Objects of Desire

Feature in Issue 21-2 | Summer 2009

Dorothy Max Prior on puppetry and object theatre at the Mimefest.

My quest to see as much of the puppetry work as possible at LIMF 2009 provoked a reflection on the relationship between performer and object – manifested in various ways.

Figurentheater Tübingen describe themselves as ‘working at the intersection of puppetry, object theatre, and live art’. Their beautiful show Salto.Lamento has as its theme the Dance with Death. In a wonderful opening section, an animated wedding gown turned christening robe opens to reveal the face of Death, who then gleefully runs amok for the next hour or so, transforming everything she touches. For it is the metamorphosis that Death initiates that is the interest here, not death-as-the-end. That opening image is of course a sobering reminder that even at the moment of birth, our death is within us. Yet it is also a celebration of the positive powers of ‘death’, which we can see as another word for ‘change’, and this piece could be described as a reflection on the myth of permanence: ‘toute bouge’, as Lecoq once said. Nothing is solid, everything is in flux.

In enacting this vision of metamorphosis, director / performer Frank Soehnle animates the stage with a rich array of ‘things’: hybrid creatures (often marionettes) that swap their body parts regularly, becoming beings with bodies and no legs, or with legs and no bodies, hung up and left to dangle when they are ‘between lives’; boxes that reveal eggs that in turn open to reveal strange wee puppet beings within; fluttering sheets of paper; cascades of grey ashes (Christian mortification) and pools of gold dust (Egyptian quests for eternity); a dancing red dress that turns into a horse; masks that become puppets and puppets that take off their masks to reveal nothingness… a constant evolution. A key element of the production is the beautiful multi-instrumental live music created by rat ‘n’ X – and it can be noted that the acoustic instruments used in the piece become part of the theatre-of-objects as they are ‘animated’ by the onstage musicians – but at the heart of the piece is the extraordinary physical skill of Soehnle, whose work demonstrates that investing objects with power and meaning is what is at the heart of both ‘puppetry’ and ‘object theatre’.

If Figurentheater Tübingen exploit the Gothic-Romantic and Symbolist traditions, then Buchinger’s Boot Marionettes take us kicking and screaming into Theatre of the Absurd, Dadaism and Surrealism. The Armature of the Absolute is an homage to Alfred Jarry, the notorious creator of vulgar anti-hero Ubu Roi. Like previous show Vestibular Folds, Armature features a carnivalesque pop-culture-gone-to-hell aesthetic, using recycled materials (from old bones to discarded toys) to create a nightmare world inhabited by mutant creatures. All set to a nerve-jangling soundscape in which snippets of popular tunes are mashed into a musique concrete collage.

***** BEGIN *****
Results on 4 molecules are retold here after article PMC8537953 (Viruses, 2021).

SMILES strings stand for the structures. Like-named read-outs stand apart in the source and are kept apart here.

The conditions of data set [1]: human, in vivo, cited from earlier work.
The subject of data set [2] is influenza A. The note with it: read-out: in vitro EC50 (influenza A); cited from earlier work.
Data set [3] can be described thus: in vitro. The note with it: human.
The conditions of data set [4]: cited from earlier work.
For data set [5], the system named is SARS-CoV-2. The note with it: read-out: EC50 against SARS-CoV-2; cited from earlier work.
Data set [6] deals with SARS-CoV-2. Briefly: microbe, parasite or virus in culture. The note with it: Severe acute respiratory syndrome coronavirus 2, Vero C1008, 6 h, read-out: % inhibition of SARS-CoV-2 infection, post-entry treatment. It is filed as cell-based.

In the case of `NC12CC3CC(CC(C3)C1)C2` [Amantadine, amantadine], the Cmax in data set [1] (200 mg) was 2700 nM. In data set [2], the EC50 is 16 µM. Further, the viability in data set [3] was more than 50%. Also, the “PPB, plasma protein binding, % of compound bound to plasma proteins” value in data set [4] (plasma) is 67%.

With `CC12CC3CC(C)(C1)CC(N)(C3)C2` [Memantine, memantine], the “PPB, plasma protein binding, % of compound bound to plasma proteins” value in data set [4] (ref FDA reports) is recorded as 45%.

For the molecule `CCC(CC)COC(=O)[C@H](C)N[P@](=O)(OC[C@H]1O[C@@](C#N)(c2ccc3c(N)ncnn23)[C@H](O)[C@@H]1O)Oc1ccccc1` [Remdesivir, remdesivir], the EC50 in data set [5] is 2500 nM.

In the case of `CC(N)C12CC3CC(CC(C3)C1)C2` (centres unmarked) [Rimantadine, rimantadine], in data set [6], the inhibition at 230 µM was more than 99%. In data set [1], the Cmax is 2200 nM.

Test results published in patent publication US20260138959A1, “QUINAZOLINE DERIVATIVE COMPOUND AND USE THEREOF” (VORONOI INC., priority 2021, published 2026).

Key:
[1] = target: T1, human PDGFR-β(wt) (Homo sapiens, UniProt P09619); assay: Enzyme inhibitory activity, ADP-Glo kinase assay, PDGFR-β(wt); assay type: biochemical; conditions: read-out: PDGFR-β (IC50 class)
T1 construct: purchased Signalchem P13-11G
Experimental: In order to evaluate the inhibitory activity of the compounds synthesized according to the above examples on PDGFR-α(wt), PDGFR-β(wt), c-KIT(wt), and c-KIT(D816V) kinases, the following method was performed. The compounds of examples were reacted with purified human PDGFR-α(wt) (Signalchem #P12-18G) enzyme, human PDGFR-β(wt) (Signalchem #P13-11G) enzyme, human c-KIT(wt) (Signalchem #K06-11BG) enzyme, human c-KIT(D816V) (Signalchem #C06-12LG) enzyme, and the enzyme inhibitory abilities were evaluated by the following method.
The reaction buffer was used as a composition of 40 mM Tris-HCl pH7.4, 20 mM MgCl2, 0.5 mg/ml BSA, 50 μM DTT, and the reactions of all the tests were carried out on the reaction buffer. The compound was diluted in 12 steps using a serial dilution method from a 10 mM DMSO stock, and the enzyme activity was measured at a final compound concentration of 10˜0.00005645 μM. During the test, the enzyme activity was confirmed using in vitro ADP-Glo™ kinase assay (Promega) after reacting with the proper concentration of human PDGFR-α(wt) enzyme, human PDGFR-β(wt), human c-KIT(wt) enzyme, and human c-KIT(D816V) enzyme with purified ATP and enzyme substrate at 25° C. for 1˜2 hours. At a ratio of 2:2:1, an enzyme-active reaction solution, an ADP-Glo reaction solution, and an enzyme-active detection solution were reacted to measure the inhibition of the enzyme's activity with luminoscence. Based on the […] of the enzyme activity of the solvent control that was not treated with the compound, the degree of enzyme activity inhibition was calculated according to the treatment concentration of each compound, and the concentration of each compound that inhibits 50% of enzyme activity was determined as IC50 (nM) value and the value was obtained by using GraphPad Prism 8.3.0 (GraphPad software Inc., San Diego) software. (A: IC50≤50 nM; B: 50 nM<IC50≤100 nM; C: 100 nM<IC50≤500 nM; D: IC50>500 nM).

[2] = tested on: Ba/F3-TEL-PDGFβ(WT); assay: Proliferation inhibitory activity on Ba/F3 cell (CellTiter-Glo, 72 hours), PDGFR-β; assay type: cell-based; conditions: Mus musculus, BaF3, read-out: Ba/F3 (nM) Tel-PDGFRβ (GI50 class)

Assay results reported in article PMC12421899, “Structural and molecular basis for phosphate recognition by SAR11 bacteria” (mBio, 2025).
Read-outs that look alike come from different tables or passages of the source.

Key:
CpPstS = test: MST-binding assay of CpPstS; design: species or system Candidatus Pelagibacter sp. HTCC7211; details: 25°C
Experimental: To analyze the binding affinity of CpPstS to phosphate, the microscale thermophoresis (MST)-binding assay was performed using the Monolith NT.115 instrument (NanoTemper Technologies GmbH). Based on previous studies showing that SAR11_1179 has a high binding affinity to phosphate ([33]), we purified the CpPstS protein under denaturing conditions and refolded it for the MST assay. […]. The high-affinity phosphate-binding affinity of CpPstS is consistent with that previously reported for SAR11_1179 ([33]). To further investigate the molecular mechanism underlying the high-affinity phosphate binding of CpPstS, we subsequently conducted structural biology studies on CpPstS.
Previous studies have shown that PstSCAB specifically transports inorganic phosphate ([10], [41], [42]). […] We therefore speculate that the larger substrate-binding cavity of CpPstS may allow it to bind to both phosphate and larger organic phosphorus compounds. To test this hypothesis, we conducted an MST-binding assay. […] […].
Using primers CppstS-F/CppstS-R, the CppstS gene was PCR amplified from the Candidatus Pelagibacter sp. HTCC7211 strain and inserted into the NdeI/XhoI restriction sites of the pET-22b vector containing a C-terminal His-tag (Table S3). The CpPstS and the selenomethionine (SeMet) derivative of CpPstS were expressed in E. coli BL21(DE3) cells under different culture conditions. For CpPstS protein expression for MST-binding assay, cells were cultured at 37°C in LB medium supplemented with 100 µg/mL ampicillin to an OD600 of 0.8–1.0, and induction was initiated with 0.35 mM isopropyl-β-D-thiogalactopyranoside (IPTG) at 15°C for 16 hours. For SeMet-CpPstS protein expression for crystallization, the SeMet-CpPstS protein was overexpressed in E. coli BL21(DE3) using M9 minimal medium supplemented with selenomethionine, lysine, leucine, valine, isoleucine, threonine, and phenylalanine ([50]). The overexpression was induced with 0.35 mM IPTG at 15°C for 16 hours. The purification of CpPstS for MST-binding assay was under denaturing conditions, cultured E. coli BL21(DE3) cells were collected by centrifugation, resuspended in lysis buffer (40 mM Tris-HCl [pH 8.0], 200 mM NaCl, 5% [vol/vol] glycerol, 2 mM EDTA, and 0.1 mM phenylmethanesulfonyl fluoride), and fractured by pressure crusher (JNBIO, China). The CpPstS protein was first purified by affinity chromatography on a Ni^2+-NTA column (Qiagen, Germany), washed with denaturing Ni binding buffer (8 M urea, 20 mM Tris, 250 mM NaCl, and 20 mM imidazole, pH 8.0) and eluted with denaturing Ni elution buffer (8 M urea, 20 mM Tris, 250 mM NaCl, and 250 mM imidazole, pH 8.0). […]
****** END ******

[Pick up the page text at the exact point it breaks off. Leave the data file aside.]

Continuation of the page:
Puppet characters include a ‘bebodied’ head-of-Jarry, his terrible invention Ubu, and an imagined nemesis Dr Faustroll, accompanied by his pet baboon, and a mechanical duck that comes a cropper at the hands of something nasty that lives in the toilet. Then there’s the objects – absinthe bottles that fly around the stage; pens that write ‘by themselves’; that hellish toilet bowl, dissected so we can see its innards; a miniature fairground; and Jarry’s whirring and whizzing bicycle.

Should there be anyone out there who still believes that puppet theatre is ‘just for children’, then see this company and witness that belief torn limb from limb. Gloriously grotesque, feverishly phantasmagorical, tantalising and tormenting, emotionally exhausting – there is nothing to do on leaving the theatre beyond sleeping it off.

More mutant puppetry with Faulty Optic in Fish Clay Perspex, the first showing of a new collaboration between Faulty founder-member Liz Glover and Sarah Wright; a triptych of experimental puppetry pieces using a variety of media – the company eschewing their trademark live-feed video in favour of the more traditional plastic arts of puppet theatre, albeit used in resolutely non-traditional ways. The first section, Fish, features a typical ‘Faulty’ lone geezer, a Sisyphus-like puppet character given a task of collecting pebbles from a beach, battling against the onslaught of the waves. A fish attaches to his head, and his behaviour becomes more and more dramatic and self-destructive as he attempts to pull it off... in Clay, two (clayhead) puppets battle to create a third, enormous clay head, locked in a drive to demolish each other’s creations and assert their own will. In Perspex, two little stockinet bean-bag puppets fight their battles behind a sheet of Perspex on which the puppeteers draw or tape shelters and staircases, then later hunting beasts and heavenly refuges. In between each section, a group of dancing neutral-white puppets float in on a cloud of cotton wool and dance on their own special tabletop space – skilfully manipulated, although it was hard to perceive their purpose in the show. A delightful collection of little vignettes, beautifully worked by the two puppeteers, but not yet a cohesive show. (And as the work was presented as ‘in-progress’, a showing of a series of experiments, that is more than fine.)